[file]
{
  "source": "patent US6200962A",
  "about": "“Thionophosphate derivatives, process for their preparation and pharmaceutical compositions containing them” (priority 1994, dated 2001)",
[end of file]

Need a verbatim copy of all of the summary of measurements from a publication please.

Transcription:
{
  "source": "patent US6200962A",
  "about": "“Thionophosphate derivatives, process for their preparation and pharmaceutical compositions containing them” (priority 1994, dated 2001)",